The song is worth listening, it’s really nice to watch this riot on Wall Street. The band and the director were always openly declaring their anticapitalist, leftist and alterglobalist views as well as their aversion to the financial world and institutions.

Just next to the Stock Market building stands the Federal Building (which served to American nation as the first Capitol and being a place of innauguration of George Washington, the first president of the United States). Almost next to it stands Trump Tower. Not a beautiful building being owned by not a nice guy.

Not far away, just a block away stands just like that a small (it seems small comparing to other buildings, actually its 86 meters high) neogothic Holy Trinity church, being a temple of Episcopal Church of the USA. It was build in 1846 and it’s surrounded by a garden and an old cementary full of beautiful old tombstobnes. Most of them dating to the firs hald of XVIII century. One of the famous people burried in there is Alexander Hamilton, one of the Founding Fathers called the father of the american dollar. As one of the contributors to the creation of the US Constitution he set down the first monetary act which designated the weight of first dollar coins (using a reference to the spanish dollar).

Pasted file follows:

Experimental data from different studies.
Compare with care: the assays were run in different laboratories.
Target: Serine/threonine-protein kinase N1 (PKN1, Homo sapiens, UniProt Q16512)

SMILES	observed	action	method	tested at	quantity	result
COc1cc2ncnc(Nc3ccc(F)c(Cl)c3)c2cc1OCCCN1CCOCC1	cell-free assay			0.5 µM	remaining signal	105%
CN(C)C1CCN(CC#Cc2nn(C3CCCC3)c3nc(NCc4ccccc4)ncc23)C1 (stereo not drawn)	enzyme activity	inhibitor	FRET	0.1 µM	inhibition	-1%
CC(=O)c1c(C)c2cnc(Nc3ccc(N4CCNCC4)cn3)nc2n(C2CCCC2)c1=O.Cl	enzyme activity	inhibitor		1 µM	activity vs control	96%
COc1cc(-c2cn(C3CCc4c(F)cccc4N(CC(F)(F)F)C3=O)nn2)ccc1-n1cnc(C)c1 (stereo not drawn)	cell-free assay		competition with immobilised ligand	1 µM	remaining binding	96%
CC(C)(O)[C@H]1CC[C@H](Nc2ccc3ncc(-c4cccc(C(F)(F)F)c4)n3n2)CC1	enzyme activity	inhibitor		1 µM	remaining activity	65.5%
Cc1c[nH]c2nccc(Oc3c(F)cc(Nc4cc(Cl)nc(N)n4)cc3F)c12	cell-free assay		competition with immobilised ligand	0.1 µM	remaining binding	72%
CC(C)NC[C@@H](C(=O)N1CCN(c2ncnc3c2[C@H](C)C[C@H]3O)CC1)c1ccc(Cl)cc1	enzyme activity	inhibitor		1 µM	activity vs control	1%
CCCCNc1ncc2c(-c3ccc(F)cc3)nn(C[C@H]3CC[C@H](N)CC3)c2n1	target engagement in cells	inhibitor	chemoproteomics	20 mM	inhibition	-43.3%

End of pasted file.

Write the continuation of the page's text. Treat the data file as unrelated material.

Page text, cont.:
As I continiue walking I pass by a mural being a tribute to NYC fireman who lost their lives and health in 9/11 attacks. I reach the place where Two Towers were located.


Two large holes in the ground inlaid with black basalt, water flowing on it gently and quietly, disapearing in the holes. Around the adges pf holes (yes, holes where WTC towers were standing) are engraved the names of victims. A lot of names. Towering above it stands One World Trade Center, beautifully reflecting the clouds. The tallest biulding on the western hemisphere is jaw-dropping beautiful. Whole place is surrounded with modes trees, simple granite benches. No street musicians, no salesmen shouting. It’s hard not to feel the weight of this place commemorating 2,606 victims of the attacks taking place on September 11th 2001.


As you can see, I continied walking to Brooklyn from there. To be continued.